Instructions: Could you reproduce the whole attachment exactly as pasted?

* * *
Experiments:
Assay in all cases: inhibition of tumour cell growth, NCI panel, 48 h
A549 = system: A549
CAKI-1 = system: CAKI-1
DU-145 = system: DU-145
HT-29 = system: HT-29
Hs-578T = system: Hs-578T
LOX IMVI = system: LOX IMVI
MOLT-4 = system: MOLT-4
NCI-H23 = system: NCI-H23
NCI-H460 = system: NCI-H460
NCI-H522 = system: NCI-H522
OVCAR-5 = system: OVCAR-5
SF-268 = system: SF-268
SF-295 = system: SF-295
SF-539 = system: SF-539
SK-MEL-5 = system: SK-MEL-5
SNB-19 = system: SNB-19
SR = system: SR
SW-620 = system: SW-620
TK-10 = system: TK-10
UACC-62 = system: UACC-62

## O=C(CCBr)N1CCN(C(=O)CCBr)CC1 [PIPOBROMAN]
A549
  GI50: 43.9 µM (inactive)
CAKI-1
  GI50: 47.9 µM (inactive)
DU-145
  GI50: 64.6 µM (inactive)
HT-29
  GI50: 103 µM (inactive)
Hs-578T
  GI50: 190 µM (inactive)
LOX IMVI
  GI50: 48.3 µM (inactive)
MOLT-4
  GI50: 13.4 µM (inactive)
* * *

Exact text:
Experiments:
Assay in all cases: inhibition of tumour cell growth, NCI panel, 48 h
A549 = system: A549
CAKI-1 = system: CAKI-1
DU-145 = system: DU-145
HT-29 = system: HT-29
Hs-578T = system: Hs-578T
LOX IMVI = system: LOX IMVI
MOLT-4 = system: MOLT-4
NCI-H23 = system: NCI-H23
NCI-H460 = system: NCI-H460
NCI-H522 = system: NCI-H522
OVCAR-5 = system: OVCAR-5
SF-268 = system: SF-268
SF-295 = system: SF-295
SF-539 = system: SF-539
SK-MEL-5 = system: SK-MEL-5
SNB-19 = system: SNB-19
SR = system: SR
SW-620 = system: SW-620
TK-10 = system: TK-10
UACC-62 = system: UACC-62

## O=C(CCBr)N1CCN(C(=O)CCBr)CC1 [PIPOBROMAN]
A549
  GI50: 43.9 µM (inactive)
CAKI-1
  GI50: 47.9 µM (inactive)
DU-145
  GI50: 64.6 µM (inactive)
HT-29
  GI50: 103 µM (inactive)
Hs-578T
  GI50: 190 µM (inactive)
LOX IMVI
  GI50: 48.3 µM (inactive)
MOLT-4
  GI50: 13.4 µM (inactive)